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  1. I was deeply touched by the words of Guru Nanak when I researched him online. I love the method that he teaches, although maybe I don't understand it entirely. But it's fine because there are lots of methods, and I have access to the One just by turning to Him, without the guidance of any teacher. I think we can all agree that once we are in the state where this is no distinction between ourselves and the rest of this universe, it doesn't really matter how we got there. I want to know more about his method, but I am content following another way, such as Gautama's way. I wanted to learn more about Nanak's way, so I visited a gurudwara here in Canada. What I saw at that gurudwara was not focused on teaching his way. As I understood it, the Sikh gurus taught in multiple languages, but the gurudwara where I went (and I think all of them around here) only provide service in Punjabi. So it seems that in a country where everyone speaks English (including almost all of the Punjabi-Canadians), it would make sense to spread the way of achieving mukthi to the most people, at least part of the time. This was my first indication that the gurudwaras are a Punjabi club, after the fact that people heavily identity with how they look and what they wear on their heads. I came to sit cross legged, meditate and listen to hymns, even though I can't understand the language. Most people were staring at me (none with smiles), maybe because I look different. In the whole temple, there was not a smile or look of elation on a person's face, even though when one bathes in the nectar of God it is clearly shown in their eyes. People didn't even look happy. The process was useless to a non-Punjabi speaker (which is why there weren't any other non-Punjabi speakers ever in attendance at these places, in a country that is 99% non-Punjabi speakers) so I went to take a look at the langar hall after about an hour of meditation to hymns. There was some food being served that I couldn't eat due to gluten allergies, so I just waited around for a few moments before I went home. From what I understand about the langar hall, they were created in Northern India hundreds of years ago where people actually had problems getting enough food. And the food in the langar hall is often vegetarian in India, because there are so many Hindus there. I didn't see Sikhs serving food to people desperately in need. I saw Punjabis sitting down together to have a Punjabi food meal, with other Punjabis. Canada is the country with the highest median income in the world, so Canadians aren't starving and there is little purpose for a langar hall like that if one wishes to engage in service to the community. Also, the year is 2017 and not 1700, so we have eliminated starvation issues. I saw was obese and diabetic Punjabis getting fed more food to make themselves more obese and diabetic. So the problem today is the opposite (too much food) and the best thing for these people would have been to fast, shut down the langar hall and donate the money to African aid. I believe that the Sikhs who started langar halls would not start them in a country like modern Canada where the main problem is actually our obesity, not hunger. It would have been cool if there was at least a pretense of wanting to serve other people, such as having an English menu listed on paper on the wall, or a sign IN ENGLISH that directs hungry people toward their gurudwara, but I have never seen anything like this at this gurudwara nor another one I went to years ago. The gurudwaras appear as unwelcome places for outsiders, and seem to be useless for those who seek spiritual enlightenment. It's not a problem for me--it is just a practical issue that Sikhs should probably be alert to. I asked my friend who immigrated from India about going to the gurudwara after the experience, and he said that people just go to these places to gossip, which might be true in his experience. I love what Nanak has written but instead of studying Nanak's way alone, I can study Gautama's way. There are no English speaking Sikh sangats around me where the members focus on mukthi, but there is a Buddhist sangha near me where we focus on achieving enlightenment. I can get social help that way if I need but, but really the process is personal and inward and nobody else is needed. Are there any others out there like me--those who loved the words of Guru Nanak but find becoming a Sikh or engaging with a "Sikh" community as rather useless? Is there a reason that someone already on the path to enlightenment should travel to these gurudwaras?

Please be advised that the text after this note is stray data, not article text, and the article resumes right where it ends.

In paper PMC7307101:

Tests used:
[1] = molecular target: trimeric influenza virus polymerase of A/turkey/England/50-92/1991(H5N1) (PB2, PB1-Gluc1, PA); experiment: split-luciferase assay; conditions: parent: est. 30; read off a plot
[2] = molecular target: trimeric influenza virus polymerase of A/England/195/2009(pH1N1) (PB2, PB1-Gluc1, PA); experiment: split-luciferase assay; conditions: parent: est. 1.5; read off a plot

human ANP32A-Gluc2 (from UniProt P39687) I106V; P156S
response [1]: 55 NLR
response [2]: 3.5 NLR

2. I was deeply touched by the words of Guru Nanak when I researched it online. I love the method that he teaches, although maybe I don't understand it entirely. But it's fine because there are lots of methods, and I have access to the One just by turning to Him, without the guidance of any teacher. I think we can all agree that once we are in the state where this is no distinction between ourselves and the rest of this universe, it doesn't really matter how we got there. I want to know more about his method, but I am content following another way, such as Gautama's way. I wanted to learn more about Nanak's way, so I visited a gurudwara here in Canada. What I saw at that gurudwara was not focused on teaching his way. As I understood it, the Sikh gurus taught in multiple languages, but the gurudwara where I went (and I think all of them around here) only provide service in Punjabi. So it seems that in a country where everyone speaks English (including almost all of the Punjabi-Canadians), it would make sense to spread the way of achieving mukthi to the most people, at least part of the time. This was my first indication that the gurudwaras are a Punjabi club, after the fact that people heavily identity with how they look and what they wear on their heads. I came to sit cross legged, meditate and listen to hymns, even though I can't understand the language. Most people were staring at me (none with smiles), maybe because I look different. In the whole temple, there was not a smile or look of elation on a person's face, even though when one bathes in the nectar of God it is clearly shown in their eyes. People didn't even look happy. The process was useless to a non-Punjabi speaker (which is why there weren't any other non-Punjabi speakers ever in attendance at these places, in a country that is 99% non-Punjabi speakers) so I went to take a look at the langar hall after about an hour of meditation to hymns. There was some food being served that I couldn't eat due to gluten allergies, so I just waited around for a few moments before I went home. From what I understand about the langar hall, they were created in Northern India hundreds of years ago where people actually had problems getting enough food. And the food in the langar hall is often vegetarian in India, because there are so many Hindus there. I didn't see Sikhs serving food to people desperately in need. I saw Punjabis sitting down together to have a Punjabi food meal, with other Punjabis. Canada is the country with the highest median income in the world, so Canadians aren't starving and there is little purpose for a langar hall like that if one wishes to engage in service to the community. Also, the year is 2017 and not 1700, so we have eliminated starvation issues. I saw was obese and diabetic Punjabis getting fed more food to make themselves more obese and diabetic. So the problem today is the opposite (too much food) and the best thing for these people would have been to fast, shut down the langar hall and donate the money to African aid. I believe that the Sikhs who started langar halls would not start them in a country like modern Canada where the main problem is actually our obesity, not hunger. It would have been cool if there was at least a pretense of wanting to serve other people, such as having an English menu listed on paper on the wall, or a sign IN ENGLISH that directs hungry people toward their gurudwara, but I have never seen anything like this at this gurudwara nor another one I went to years ago. The gurudwaras appear as unwelcome places for outsiders, and seem to be useless for those who seek spiritual enlightenment. It's not a problem for me--it is just a practical issue that Sikhs should probably be alert to. I asked my friend who immigrated from India about going to the gurudwara after the experience, and he said that people just go to these places to gossip, which might be true in his experience. I love what Nanak has written but instead of studying Nanak's way alone, I can study Gautama's way. There are no English speaking Sikh sangats around me where the members focus on mukthi, but there is a Buddhist sangha near me where we focus on achieving enlightenment. I can get social help that way if I need but, but really the process is personal and inward and nobody else is needed. Are there any others out there like me--those who loved the words of Guru Nanak but find becoming a Sikh or engaging with a "Sikh" community as rather useless? Is there a reason that someone already on the path to enlightenment should travel to these gurudwaras?